Anyway, candied peel - and indeed candied fruits, angelica and ginger, not difficult BUT slowwwwww. There is some nice chemistry going on (which I don't fully understand) that is basically an osmosis - the gradually increased strength of the sugar syrup acts to draw out water from the fruit cells and draw in the sugar to preserve the fruit.

My indispensible guide is "Bulletin No.21 Domestic Preservation of Fruit and Vegetables" by the Ministry of Agriculture, Fisheries and Food (1962) courtesy of my Mother and I am fairly confident no-one in the British Government will mind if I share their guidance with you!


Candied peel.

With a hydometer

  • Oranges, lemons or grapefruit should be thoroughly scrubbed (in v hot water if waxed), halved and the pulp carefully removed.
  • Boil the peel for about an hour (grapefruit peel should have the water changed several times) then drained.
  • Dissolve one lb of sugar (or PREFERABLY 8oz sugar, 8oz glucose in 1 pint water to 46brix at 100f then brought to boil and poured over the peel.
  • Soak the boiled peel for 24 hours then on each successive day, drain off the syrup, add 4oz sugar (or glucose on alternate days) to make the strengths as below, then bring to the boil and submerge peel again for 24 hours.
  • 2nd day, 49 brix; 3rd day, 51; 4th day 55; 5th day, 59; 6th day 65 brix.
  • On 6th day the peel must sit for 3 days and can sit for 2-3 weeks before being removed and dried for use.

Without a hydrometer

  • Prepare fruit as above but quarter the peels and simmer in enough water to cover for approx 2 hours until tender toppping up the water as necessary.
  • Add 2oz sugar for each orange or lemon used, stir until dissolved and bring to the boil.
  • Leave to cool with no lid on pan
  • Next day bring pan to boil and simmer a few minutes before leaving to cool.
  • Next day repeat but simmer until the peel has absorbed nearly all the syrup.
  • Drain and dry.

I don't have a hydrometer but have one method one by adding approx 4 oz sugar/glucose each day with fine results.

The process is essentially the same for fruits both fresh and canned. (canned do not needs to be simmered until soft and the syrup used with water to make up the initial ratio given above). I got great results with fresh pineapple and kiwi fruit sliced as well as peaches, apricots and pears (each fruit has to be candied separately) and gave it as christmas presents some years ago.

Have fun! Helend


PS Brix is a measurement of the percentage weight of sugar in solution - as the density varies by temp of solution, the 100 degrees F is used so the sugar is dissolved

dburkej's picture


Thanks for the tips.  The instructions on that recipe leave a lot to be desired. 


Can you explain to me exactly the steps you used to integrate the ingredients in the second stage.  I got through the first stage without much problem (though there, too, it wasn't clear when or how much water to add).  But the second stage was another matter and I ended up having to throw the whole thing out.  The instructions seemed to say to integrate the flour first, but the first stage dough was not moist enough to take it all.  I tried adding the yolks, but they would not integrate, they just slimed around the outside of the dough ball (maybe I just wasn't patient enough).  Anyway, I want to try again (have to use up all of this candied fruit)  :>) but I could sure use your suggestions.  Thanks!!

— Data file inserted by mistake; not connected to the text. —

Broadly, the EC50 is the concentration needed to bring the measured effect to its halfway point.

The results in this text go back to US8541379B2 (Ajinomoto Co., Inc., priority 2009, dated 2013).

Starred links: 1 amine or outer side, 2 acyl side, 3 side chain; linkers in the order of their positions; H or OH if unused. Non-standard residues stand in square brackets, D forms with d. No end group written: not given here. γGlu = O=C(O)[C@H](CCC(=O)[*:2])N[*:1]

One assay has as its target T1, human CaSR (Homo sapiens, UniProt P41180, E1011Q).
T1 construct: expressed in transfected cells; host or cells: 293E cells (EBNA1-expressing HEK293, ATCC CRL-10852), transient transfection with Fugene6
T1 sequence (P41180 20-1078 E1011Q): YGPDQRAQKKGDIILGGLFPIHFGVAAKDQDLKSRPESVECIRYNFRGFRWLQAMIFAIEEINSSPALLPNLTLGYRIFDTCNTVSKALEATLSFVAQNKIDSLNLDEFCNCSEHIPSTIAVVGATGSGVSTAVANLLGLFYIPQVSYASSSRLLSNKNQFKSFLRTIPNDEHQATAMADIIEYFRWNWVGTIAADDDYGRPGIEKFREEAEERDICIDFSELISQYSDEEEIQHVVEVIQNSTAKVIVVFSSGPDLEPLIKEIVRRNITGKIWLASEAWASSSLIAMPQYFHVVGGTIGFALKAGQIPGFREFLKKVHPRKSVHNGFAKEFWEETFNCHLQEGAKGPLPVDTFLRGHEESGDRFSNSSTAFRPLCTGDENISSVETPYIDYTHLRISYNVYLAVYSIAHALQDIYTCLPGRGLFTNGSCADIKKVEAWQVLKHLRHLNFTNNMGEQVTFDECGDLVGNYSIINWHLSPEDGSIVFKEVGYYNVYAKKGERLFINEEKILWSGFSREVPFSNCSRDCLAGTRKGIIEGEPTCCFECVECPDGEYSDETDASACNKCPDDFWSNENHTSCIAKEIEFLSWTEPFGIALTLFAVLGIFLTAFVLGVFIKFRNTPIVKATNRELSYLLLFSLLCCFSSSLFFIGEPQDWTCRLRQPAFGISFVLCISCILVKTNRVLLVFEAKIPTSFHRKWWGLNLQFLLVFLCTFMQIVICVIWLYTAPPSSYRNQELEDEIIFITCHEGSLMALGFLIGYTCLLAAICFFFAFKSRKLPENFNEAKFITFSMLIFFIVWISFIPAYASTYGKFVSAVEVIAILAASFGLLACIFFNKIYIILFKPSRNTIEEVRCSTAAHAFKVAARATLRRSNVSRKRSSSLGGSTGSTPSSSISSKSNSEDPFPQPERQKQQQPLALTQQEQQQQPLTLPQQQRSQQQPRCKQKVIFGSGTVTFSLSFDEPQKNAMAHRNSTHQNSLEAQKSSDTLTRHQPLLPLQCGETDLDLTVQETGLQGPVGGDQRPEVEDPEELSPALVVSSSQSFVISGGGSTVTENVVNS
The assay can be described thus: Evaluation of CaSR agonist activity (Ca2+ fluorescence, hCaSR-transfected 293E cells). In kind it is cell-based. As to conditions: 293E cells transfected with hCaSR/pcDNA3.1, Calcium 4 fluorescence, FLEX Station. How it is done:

pmccool's picture



Like I said, that recipe has some quirks.  I elected to incorporate the egg yolks for the second dough at the beginning of that stage, along with the honey and vanilla, before adding flour.  And yes, it took a lot of stirring (by hand, in my case) before they were absorbed by the dough.  What you missed out on by stopping at that point was the joy of trying to incorporate the last of the butter, which is the last of the additions following the flour (not including the phantom water).  After what I went through with stirring in the egg yolks, I elected to knead in the melted butter.  What a bother!  The dough really doesn't want to absorb anything more and the melted butter makes both the dough and the work surface very slippery.  Consequently, there was much pushing and slipping around and muttering under one's breath about recipe developers.  Eventually, everything came together and I was able to complete the bread, not to mention a strenuous upper-body workout.  Even so, I'll be looking for a different recipe for my next attempt.  I wish you well in your next try.



loretta's picture

You can make your panettone molld. Take a look here:

Your panettone looks great!

sylvstr540's picture

Thanks for sharing this site. We were thinking about buying a pan or baking paper to try a panettone, but maybe we can use this site instead! 

loretta's picture

This is an home sistem on how you can cool it: It say it would be better to use wooden knitting needle.
hefetc's picture

Hi PMcCool!

Thanks so much for this! I love the results of your Milanese friend's critique.

 I was going to try to revive this topic here, but realized after the fact that no one would find it since it's a reply to an older blog post. Instead, I made a new forum topic here.